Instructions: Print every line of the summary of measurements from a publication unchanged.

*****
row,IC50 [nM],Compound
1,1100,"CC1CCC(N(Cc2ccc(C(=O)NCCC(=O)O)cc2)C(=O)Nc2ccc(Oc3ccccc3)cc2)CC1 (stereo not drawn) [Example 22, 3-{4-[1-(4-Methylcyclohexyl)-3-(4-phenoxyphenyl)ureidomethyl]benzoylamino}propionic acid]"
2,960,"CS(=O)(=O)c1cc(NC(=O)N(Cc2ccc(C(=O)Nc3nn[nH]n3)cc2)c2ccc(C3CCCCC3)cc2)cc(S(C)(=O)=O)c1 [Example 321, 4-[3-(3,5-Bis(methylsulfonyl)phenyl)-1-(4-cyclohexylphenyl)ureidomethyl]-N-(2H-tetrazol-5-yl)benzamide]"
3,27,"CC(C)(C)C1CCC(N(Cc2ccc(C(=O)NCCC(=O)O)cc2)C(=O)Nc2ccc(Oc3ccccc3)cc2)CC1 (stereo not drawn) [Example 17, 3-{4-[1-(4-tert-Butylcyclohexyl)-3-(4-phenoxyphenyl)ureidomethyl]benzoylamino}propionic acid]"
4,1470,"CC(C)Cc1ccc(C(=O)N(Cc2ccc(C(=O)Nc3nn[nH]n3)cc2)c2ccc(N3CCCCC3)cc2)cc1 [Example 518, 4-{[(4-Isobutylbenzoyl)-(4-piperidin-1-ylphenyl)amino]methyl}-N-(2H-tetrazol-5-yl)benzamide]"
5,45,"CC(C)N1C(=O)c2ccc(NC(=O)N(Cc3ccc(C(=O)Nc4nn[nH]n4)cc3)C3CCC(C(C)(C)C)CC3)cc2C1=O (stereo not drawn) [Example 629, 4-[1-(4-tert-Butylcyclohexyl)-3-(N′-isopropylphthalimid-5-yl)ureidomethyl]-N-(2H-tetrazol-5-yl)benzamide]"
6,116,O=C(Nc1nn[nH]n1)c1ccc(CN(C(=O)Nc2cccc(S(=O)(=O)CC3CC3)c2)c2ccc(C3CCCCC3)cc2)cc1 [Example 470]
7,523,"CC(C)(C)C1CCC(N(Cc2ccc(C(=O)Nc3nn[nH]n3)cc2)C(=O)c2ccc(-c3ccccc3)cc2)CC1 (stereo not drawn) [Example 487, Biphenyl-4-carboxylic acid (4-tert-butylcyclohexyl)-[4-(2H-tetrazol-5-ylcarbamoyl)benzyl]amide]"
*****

row,IC50 [nM],Compound
1,1100,"CC1CCC(N(Cc2ccc(C(=O)NCCC(=O)O)cc2)C(=O)Nc2ccc(Oc3ccccc3)cc2)CC1 (stereo not drawn) [Example 22, 3-{4-[1-(4-Methylcyclohexyl)-3-(4-phenoxyphenyl)ureidomethyl]benzoylamino}propionic acid]"
2,960,"CS(=O)(=O)c1cc(NC(=O)N(Cc2ccc(C(=O)Nc3nn[nH]n3)cc2)c2ccc(C3CCCCC3)cc2)cc(S(C)(=O)=O)c1 [Example 321, 4-[3-(3,5-Bis(methylsulfonyl)phenyl)-1-(4-cyclohexylphenyl)ureidomethyl]-N-(2H-tetrazol-5-yl)benzamide]"
3,27,"CC(C)(C)C1CCC(N(Cc2ccc(C(=O)NCCC(=O)O)cc2)C(=O)Nc2ccc(Oc3ccccc3)cc2)CC1 (stereo not drawn) [Example 17, 3-{4-[1-(4-tert-Butylcyclohexyl)-3-(4-phenoxyphenyl)ureidomethyl]benzoylamino}propionic acid]"
4,1470,"CC(C)Cc1ccc(C(=O)N(Cc2ccc(C(=O)Nc3nn[nH]n3)cc2)c2ccc(N3CCCCC3)cc2)cc1 [Example 518, 4-{[(4-Isobutylbenzoyl)-(4-piperidin-1-ylphenyl)amino]methyl}-N-(2H-tetrazol-5-yl)benzamide]"
5,45,"CC(C)N1C(=O)c2ccc(NC(=O)N(Cc3ccc(C(=O)Nc4nn[nH]n4)cc3)C3CCC(C(C)(C)C)CC3)cc2C1=O (stereo not drawn) [Example 629, 4-[1-(4-tert-Butylcyclohexyl)-3-(N′-isopropylphthalimid-5-yl)ureidomethyl]-N-(2H-tetrazol-5-yl)benzamide]"
6,116,O=C(Nc1nn[nH]n1)c1ccc(CN(C(=O)Nc2cccc(S(=O)(=O)CC3CC3)c2)c2ccc(C3CCCCC3)cc2)cc1 [Example 470]
7,523,"CC(C)(C)C1CCC(N(Cc2ccc(C(=O)Nc3nn[nH]n3)cc2)C(=O)c2ccc(-c3ccccc3)cc2)CC1 (stereo not drawn) [Example 487, Biphenyl-4-carboxylic acid (4-tert-butylcyclohexyl)-[4-(2H-tetrazol-5-ylcarbamoyl)benzyl]amide]"